The code to compute the Kaufman-Broeckx linearization is below. I hardcoded a sample problem in A and B. You can replace it to read a standard problem from QAPLIB. Notice that the goals and constraints are basically transcriptions of the equations! The equations are complicated, but the way they map to the SFS APIs is straightforward. The other issue is how to use data binding to establish the values of the “q” and “a” parameters. This is done with the help of an auxiliary Cell class, and helper methods that return the “q” and “a” items. The SetBinding calls are pretty straightforward once you’ve got those.

If I were better at LINQ I could have simplified some of the code in GetCells and GetSums. But I’m not, so I didn’t.  Viewing the output shows that the goal function is 50 – which appears to be correct (that’s the optimal value for the nug05 problem). Looking at the x values you can determine the optimal permutation according to the linearization.

`using System;`
`using System.Collections.Generic;`
`using System.Linq;`
`using System.Text;`
`using Microsoft.SolverFoundation.Services;`
` `
`namespace QapLinearization {`
`  class Program {`
` `
`    // Here is the data for nug05.dat from QAPLIB.`
`    private double[][] A = new double[][] {`
`        new double[] { 0, 5, 2, 4, 1 },`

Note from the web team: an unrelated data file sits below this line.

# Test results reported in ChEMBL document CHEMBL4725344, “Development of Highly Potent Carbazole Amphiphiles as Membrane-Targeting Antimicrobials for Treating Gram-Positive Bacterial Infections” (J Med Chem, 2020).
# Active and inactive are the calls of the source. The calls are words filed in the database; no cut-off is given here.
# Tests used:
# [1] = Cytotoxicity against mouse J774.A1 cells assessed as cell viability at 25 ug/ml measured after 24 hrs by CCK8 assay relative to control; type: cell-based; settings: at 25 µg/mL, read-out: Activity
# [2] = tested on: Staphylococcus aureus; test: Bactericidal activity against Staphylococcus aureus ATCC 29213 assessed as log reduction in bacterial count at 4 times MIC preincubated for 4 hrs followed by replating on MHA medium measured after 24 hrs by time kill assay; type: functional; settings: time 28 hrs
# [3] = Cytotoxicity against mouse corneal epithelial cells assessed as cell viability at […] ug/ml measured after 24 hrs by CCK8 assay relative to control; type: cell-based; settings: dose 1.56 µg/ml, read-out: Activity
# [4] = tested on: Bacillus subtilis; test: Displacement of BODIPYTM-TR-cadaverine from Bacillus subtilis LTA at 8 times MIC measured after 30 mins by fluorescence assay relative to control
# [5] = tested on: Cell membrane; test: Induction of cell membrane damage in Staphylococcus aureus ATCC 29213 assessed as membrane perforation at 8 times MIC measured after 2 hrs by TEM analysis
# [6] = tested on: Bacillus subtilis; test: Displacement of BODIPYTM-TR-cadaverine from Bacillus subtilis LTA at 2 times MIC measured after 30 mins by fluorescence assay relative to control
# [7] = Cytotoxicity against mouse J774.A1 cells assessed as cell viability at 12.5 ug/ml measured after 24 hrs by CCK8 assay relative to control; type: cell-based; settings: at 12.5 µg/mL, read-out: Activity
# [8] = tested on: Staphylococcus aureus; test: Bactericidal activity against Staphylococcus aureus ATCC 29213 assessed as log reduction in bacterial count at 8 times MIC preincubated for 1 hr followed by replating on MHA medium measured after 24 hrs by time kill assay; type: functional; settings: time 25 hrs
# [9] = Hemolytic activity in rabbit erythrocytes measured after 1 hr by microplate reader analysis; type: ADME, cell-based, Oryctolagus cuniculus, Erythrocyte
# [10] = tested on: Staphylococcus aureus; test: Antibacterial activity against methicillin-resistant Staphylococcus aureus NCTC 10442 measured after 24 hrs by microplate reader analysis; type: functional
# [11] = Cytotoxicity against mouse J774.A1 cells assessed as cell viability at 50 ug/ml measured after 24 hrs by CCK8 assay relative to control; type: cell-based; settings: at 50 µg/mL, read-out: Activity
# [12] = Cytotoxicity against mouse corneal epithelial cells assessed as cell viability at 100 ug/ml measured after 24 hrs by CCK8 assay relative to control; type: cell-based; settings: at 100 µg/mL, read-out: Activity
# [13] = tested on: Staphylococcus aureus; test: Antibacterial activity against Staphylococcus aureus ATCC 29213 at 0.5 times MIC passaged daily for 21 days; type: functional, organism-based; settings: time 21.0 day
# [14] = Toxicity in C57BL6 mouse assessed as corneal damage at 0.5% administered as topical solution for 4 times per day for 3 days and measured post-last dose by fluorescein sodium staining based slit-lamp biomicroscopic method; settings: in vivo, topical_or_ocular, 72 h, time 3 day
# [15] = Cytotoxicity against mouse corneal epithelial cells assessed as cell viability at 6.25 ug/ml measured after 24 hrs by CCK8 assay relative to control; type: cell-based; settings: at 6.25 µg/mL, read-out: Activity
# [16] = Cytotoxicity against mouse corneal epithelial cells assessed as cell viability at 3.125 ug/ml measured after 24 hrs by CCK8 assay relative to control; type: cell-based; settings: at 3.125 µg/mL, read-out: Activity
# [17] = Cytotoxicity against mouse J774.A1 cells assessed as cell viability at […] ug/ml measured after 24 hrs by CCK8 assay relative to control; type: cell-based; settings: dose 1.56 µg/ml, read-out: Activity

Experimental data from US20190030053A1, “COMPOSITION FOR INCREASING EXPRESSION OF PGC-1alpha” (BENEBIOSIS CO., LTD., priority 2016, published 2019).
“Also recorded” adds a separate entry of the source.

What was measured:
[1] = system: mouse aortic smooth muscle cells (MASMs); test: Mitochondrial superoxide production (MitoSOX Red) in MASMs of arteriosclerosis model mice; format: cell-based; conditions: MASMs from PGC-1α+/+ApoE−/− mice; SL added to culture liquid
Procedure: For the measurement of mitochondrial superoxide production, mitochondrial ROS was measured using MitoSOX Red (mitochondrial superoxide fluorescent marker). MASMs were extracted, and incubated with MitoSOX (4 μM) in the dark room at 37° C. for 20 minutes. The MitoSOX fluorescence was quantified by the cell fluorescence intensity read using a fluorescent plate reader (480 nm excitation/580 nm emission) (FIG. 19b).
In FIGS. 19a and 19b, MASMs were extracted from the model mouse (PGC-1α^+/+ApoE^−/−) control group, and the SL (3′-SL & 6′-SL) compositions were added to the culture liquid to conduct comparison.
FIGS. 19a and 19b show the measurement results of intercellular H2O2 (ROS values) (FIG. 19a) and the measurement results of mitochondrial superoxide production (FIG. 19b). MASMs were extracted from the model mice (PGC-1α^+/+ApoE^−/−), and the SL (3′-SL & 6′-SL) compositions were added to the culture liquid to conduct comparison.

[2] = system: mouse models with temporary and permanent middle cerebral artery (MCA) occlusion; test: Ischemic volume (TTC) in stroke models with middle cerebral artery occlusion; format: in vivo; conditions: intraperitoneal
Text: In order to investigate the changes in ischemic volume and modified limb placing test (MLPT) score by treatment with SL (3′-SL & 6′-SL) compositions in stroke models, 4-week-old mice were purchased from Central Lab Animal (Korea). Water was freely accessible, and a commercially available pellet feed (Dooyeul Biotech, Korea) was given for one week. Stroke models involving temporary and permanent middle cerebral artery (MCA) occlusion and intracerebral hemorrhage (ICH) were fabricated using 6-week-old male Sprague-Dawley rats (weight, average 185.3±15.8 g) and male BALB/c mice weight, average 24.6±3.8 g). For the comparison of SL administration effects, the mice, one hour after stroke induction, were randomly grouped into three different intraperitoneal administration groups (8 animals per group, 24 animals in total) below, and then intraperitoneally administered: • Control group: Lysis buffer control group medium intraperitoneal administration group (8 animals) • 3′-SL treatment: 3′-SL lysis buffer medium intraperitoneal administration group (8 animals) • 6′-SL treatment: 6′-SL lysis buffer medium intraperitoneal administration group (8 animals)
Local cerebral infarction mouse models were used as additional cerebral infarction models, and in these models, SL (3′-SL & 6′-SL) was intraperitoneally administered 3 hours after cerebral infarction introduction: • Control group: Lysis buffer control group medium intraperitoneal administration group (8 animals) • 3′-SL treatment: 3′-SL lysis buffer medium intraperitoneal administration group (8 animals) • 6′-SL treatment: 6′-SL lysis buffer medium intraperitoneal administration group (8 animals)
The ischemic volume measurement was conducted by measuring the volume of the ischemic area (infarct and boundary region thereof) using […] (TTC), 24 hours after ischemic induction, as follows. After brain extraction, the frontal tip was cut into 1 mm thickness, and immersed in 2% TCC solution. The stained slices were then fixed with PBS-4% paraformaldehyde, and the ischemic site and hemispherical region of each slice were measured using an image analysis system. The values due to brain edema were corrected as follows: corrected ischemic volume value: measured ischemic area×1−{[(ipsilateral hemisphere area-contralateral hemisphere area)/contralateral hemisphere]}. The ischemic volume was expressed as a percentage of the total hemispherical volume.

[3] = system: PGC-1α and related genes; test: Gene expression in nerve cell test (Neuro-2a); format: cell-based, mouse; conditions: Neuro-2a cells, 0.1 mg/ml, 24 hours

`        new double[] { 5, 0, 3, 0, 2 },`
`        new double[] { 2, 3, 0, 0, 0 },`
`        new double[] { 4, 0, 0, 0, 5 },`
`        new double[] { 1, 2, 0, 5, 0 }`
`      };`
`    private double[][] B = new double[][] {`
`        new double[] { 0, 1, 1, 2, 3 },`
`        new double[] { 1, 0, 2, 1, 2 },`
`        new double[] { 1, 2, 0, 1, 2 },`
`        new double[] { 2, 1, 1, 0, 1 },`
`        new double[] { 3, 2, 2, 1, 0 }`
`      };`
` `
`    static void Main(string[] args) {`
`      Program p = new Program();`
`      p.KaufmanBroeckx();`
`    }`
` `
`    public void KaufmanBroeckx() {`
`      SolverContext context = SolverContext.GetContext();`
`      Model model = context.CreateModel();`
` `
`      Set N = new Set(Domain.Integer, "N");`
` `
`      Parameter q = new Parameter(Domain.Real, "q", N, N, N, N);`
`      q.SetBinding(GetCells(), "Value", "I", "J", "K", "L");`
`      Parameter a = new Parameter(Domain.Real, "a", N, N);`
`      a.SetBinding(GetSums(), "Value", "I", "J");`
`      model.AddParameters(q, a);`
` `
`      Decision x = new Decision(Domain.IntegerRange(0, 1), "x", N, N);`
`      Decision z = new Decision(Domain.RealNonnegative, "z", N, N);`